LEGO sets are great fun, and there’s nothing wrong with following the instructions to the brick. But if you’re ready to start exploring your own designs, the possibilities may seem overwhelming. It’s time to do a little research.
Luckily, LEGO is a worldwide phenomenon, and there are tons of resources out there to teach you the basics of design. If you’re having trouble nailing a particular look or mechanism, check out the following YouTube channels for some hands-on instructions.
Nail the Basics: LEGO Masters Brick Tips
I’ll bet there are more than a few people who found this article after catching up on Fox’s LEGO Masters TV show. You can learn a lot about LEGO design and aesthetics from watching the show, but there’s a lot of drama added in (not to mention a ton of commercials). If you want just the tips, head to the show’s YouTube channel for a series of beginner videos. These are clearly aimed at kids striking out at their own designs for the first time, but they’re also pretty good for anyone who wants to brush up on the basics.
Designing from the Ground Up: Playwell Bricks
This is a smaller channel, but it has a few tutorials that are great for intermediate designers. The straightforward tips are presented with simple narration and a lack of fluff, so those who want short answers to basic questions are well served. The channel’s also got some excellent organization: start with the Basic Brick Tutorials playlist, then go to Intermediate Brick Tutorials, then finally (wait for it) Advanced Brick Tutorials. You can also check out the Studio Tutorials if you want pointers on how to design sets in software before spending the time (and money) to bring them to life.
Watch the Big Builds: BrickVault
BrickVault has over a thousand videos on its channel, most of which are of the “hey, ain’t this neat!” variety. That’s fine—there are some excellent reviews and custom design showcases—but if you’re looking for generalized tips, check out the LEGO Custom Builds MOC playlist. “MOC” means “my own creation,” and this playlist is all about custom designs and the features that make them unique. The highlights of unusual or novel techniques will be particularly useful to advanced builders.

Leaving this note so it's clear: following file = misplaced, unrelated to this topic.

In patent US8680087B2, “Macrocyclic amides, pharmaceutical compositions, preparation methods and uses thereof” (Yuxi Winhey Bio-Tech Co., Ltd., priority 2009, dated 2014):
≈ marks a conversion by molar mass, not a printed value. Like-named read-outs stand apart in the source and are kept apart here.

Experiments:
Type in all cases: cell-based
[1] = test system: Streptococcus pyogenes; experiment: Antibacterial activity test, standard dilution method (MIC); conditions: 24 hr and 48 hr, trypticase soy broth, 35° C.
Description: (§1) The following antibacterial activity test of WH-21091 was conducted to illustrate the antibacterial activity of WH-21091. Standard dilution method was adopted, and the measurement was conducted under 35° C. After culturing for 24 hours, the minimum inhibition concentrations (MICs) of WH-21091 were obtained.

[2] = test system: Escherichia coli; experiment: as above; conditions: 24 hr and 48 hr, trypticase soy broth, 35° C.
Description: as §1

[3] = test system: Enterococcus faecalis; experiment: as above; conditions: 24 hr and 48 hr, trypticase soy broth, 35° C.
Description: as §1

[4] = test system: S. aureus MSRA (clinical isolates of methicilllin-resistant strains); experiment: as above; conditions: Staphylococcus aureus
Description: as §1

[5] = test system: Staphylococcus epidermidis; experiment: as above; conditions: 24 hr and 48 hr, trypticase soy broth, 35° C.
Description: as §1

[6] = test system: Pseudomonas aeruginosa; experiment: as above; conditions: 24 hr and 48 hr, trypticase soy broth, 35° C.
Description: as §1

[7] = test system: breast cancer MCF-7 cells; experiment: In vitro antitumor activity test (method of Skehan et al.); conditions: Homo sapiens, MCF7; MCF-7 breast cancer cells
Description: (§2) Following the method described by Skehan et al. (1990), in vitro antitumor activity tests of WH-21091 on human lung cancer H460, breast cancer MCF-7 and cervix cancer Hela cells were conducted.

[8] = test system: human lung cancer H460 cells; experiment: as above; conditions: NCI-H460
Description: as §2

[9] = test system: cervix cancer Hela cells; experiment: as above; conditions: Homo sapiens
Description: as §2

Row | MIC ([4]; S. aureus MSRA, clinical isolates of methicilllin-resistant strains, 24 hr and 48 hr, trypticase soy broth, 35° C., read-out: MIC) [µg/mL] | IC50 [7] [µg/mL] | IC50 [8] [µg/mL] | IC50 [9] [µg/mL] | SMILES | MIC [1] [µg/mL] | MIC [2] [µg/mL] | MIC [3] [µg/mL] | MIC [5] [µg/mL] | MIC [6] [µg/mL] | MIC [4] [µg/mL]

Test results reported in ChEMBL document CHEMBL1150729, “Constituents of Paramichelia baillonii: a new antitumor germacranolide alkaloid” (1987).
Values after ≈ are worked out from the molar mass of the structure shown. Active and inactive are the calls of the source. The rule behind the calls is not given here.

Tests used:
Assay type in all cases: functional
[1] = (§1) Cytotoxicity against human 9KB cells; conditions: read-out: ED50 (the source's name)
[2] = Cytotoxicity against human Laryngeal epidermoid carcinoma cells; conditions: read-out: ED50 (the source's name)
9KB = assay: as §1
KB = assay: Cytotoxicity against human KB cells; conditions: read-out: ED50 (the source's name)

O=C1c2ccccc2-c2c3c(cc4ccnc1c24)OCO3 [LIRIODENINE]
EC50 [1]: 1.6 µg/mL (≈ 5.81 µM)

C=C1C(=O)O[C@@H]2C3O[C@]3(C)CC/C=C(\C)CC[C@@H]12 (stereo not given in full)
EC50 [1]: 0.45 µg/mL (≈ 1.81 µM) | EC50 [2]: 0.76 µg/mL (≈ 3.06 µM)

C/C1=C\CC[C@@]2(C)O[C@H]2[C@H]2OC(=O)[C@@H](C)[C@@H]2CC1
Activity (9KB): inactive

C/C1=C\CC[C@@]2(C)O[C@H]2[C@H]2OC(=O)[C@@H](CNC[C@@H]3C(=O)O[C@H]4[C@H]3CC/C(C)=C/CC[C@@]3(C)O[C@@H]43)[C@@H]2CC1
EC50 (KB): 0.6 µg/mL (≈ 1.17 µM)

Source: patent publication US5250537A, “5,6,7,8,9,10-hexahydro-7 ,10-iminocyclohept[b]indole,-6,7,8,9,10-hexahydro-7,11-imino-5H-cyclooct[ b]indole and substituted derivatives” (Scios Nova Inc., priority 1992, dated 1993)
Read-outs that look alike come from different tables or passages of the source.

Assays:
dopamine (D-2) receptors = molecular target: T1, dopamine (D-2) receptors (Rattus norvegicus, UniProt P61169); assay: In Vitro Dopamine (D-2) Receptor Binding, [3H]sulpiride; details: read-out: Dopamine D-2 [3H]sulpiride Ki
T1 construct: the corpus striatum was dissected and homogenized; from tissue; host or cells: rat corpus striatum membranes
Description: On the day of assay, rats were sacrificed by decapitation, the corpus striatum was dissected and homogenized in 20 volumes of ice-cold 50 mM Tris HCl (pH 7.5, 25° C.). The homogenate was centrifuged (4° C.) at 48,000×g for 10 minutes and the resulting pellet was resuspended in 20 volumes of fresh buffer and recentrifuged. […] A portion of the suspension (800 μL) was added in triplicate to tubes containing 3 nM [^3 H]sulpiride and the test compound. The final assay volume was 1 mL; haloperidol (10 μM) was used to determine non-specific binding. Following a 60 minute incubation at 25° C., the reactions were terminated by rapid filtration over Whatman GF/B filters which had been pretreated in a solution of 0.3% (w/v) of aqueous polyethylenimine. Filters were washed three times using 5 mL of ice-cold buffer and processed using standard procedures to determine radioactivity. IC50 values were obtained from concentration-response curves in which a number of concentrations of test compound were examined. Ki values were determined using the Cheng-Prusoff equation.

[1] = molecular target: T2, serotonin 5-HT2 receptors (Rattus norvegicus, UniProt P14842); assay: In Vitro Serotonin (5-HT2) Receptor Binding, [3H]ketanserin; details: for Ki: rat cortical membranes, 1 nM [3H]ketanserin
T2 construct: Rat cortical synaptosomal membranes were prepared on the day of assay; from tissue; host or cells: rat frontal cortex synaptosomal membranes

Break It Down: JAYSTEPHER
This channel puts out new videos every week, and it’s one of the most consistent (and popular) LEGO channels on YouTube. Almost every one of its playlists is helpful in some way—its primary Tutorials section is enormous, and there are sections for custom MOC designs and minute analyses of individual parts available in retail sets, too. JAYSTEPHER is the most analytical channel on this list, particularly well suited to those hoping to expand both their LEGO collections and their toolboxes.
Do the Locomotion: Lego Technic Mastery
LEGO’s Technic sets are among its most complex, even when they don’t have as many pieces as some of the more elaborate ones. That’s because Technic pieces allow for more complex motion and structure. This channel is all about Technic, showing examples of advanced machinery using LEGO designs. Each video is short, showing off a demonstration of the function in action and a breakdown of how to build and replicate it. If you want to add some advanced functions or motorized behavior to your LEGO designs, bookmark this channel without hesitation.
- How to Build a Lego Technic Cuboctahedron Structure
- LEGO 3-speed Hybrid Automatic Gearbox
- Lego Technic Virtual Pivot Steering System
Zen Building: LionBricks
This is a good all-around channel with a focus on tutorials and MOCs. The Tutorials playlist is a wonderfully sparse collection of smaller designs with great aesthetic touches, which include step-by-step instructions without any distracting narration. (It actually makes some pretty good “zen” watching, if you want something on in the background.) There are also some more generalized videos—the “Top 10 Building Ideas” list is a good one if you’re searching for some non-specific inspiration.
This list is by no means exhaustive, but you should be able to find something useful in all of the channels above. If you want help with something specific, try a general search—there’s so much LEGO content on YouTube that you should be able to find pointers on almost anything you want to do.